VATICAN CITY (CNS) -- Pope Benedict XVI has convened a meeting of the world's cardinals to discuss a wide range of topics, including clerical sex abuse and religious freedom around the world. The "day of reflection and prayer" will take place at the Vatican's synod hall Nov. 19, the day before the pope presides over a consistory to create 24 new cardinals, a Vatican statement said Nov. 8. In the past, Pope Benedict has participated in such sessions, listening carefully and summarizing the main points at the end of the meeting. The morning session will begin with discussion of the situation of religious freedom in the world and the new challenges being faced, with an introductory talk by Cardinal Tarcisio Bertone, the Vatican secretary of state. Recent problems faced by Christian minorities were a major topic at the special Synod of Bishops for the Middle East. The cardinals will then take up the question of "Liturgy in the life of the church today," with introductory remarks by Cardinal Antonio Canizares Llovera, head of the Congregation for Divine Worship and the Sacraments. The afternoon session will hear three reports. Cardinal-designate Angelo Amato, head of the Congregation for Saints' Causes, will speak on the 10th anniversary of "Dominus Iesus," the doctrinal congregation's 2000 statement that underscored the unique and universal salvation offered by Christ through his church.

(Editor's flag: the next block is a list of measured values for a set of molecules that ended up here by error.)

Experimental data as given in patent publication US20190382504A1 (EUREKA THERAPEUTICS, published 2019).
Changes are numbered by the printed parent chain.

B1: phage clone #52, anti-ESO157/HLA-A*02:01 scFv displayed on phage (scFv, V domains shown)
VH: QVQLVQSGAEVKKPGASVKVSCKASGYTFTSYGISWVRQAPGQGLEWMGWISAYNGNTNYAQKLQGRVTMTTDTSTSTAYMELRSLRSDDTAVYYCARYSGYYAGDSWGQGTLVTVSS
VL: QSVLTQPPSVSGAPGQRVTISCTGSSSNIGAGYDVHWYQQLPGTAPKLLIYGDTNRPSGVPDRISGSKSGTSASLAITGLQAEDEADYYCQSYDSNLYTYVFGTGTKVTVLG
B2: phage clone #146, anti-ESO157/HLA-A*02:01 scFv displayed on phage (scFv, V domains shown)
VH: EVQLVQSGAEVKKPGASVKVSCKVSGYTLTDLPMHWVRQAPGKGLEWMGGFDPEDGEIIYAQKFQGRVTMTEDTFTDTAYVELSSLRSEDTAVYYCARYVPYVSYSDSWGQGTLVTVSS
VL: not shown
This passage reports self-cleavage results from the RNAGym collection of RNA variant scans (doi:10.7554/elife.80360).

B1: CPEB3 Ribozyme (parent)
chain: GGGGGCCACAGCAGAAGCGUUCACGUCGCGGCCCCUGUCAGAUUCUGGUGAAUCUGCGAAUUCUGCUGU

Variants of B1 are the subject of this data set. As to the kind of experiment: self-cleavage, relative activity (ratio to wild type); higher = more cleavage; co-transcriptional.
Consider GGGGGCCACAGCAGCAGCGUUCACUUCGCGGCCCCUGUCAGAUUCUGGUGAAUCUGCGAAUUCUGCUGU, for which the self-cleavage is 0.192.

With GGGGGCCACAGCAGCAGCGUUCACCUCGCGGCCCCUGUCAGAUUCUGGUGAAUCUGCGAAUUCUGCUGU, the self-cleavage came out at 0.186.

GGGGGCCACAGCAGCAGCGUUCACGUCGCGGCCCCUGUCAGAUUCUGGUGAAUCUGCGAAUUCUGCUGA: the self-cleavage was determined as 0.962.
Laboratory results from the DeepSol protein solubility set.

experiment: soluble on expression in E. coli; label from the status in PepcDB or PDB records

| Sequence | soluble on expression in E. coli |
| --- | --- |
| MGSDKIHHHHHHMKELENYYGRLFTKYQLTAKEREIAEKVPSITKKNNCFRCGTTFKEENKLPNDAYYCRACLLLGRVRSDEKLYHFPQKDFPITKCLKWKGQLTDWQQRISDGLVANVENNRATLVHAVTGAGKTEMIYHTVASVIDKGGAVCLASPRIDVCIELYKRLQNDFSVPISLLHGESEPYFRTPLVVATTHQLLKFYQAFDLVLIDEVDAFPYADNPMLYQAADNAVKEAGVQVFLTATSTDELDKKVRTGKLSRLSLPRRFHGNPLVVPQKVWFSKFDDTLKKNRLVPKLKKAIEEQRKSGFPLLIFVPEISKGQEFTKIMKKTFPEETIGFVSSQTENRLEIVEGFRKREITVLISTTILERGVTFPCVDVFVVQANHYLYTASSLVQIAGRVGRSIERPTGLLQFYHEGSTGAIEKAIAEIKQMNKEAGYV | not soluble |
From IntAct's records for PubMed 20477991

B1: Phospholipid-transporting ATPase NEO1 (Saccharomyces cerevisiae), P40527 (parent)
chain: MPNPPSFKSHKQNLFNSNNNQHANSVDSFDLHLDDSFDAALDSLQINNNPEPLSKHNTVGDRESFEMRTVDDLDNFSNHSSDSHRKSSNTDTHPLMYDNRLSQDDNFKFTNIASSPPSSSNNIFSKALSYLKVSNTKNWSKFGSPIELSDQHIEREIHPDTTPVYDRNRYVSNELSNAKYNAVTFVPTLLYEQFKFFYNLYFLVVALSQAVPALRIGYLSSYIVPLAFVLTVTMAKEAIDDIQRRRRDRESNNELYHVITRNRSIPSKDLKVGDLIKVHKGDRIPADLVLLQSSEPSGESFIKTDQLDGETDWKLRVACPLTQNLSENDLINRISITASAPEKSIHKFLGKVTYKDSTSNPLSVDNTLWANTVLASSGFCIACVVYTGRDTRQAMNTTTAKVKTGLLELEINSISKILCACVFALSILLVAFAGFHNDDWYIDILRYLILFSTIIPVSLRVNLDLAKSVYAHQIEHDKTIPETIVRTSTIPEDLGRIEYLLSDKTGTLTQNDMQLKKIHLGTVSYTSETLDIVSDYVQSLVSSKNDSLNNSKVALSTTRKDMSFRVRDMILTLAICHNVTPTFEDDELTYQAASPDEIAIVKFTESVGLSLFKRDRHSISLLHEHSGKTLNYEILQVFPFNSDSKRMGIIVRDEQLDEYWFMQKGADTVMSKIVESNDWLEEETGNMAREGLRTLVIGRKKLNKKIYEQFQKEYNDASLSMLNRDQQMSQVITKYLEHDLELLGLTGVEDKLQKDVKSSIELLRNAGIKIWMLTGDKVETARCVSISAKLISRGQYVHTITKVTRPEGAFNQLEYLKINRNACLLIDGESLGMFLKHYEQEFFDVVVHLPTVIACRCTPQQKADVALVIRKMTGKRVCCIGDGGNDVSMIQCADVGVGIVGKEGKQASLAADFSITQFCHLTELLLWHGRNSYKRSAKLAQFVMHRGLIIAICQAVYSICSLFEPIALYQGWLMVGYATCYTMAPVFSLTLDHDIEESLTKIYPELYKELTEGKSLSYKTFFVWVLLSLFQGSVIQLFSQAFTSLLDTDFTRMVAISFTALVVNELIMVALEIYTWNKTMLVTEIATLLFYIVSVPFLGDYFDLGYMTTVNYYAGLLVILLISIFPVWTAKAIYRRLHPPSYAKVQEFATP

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Christians in Middle East pray for Iraqi victims, seek more protection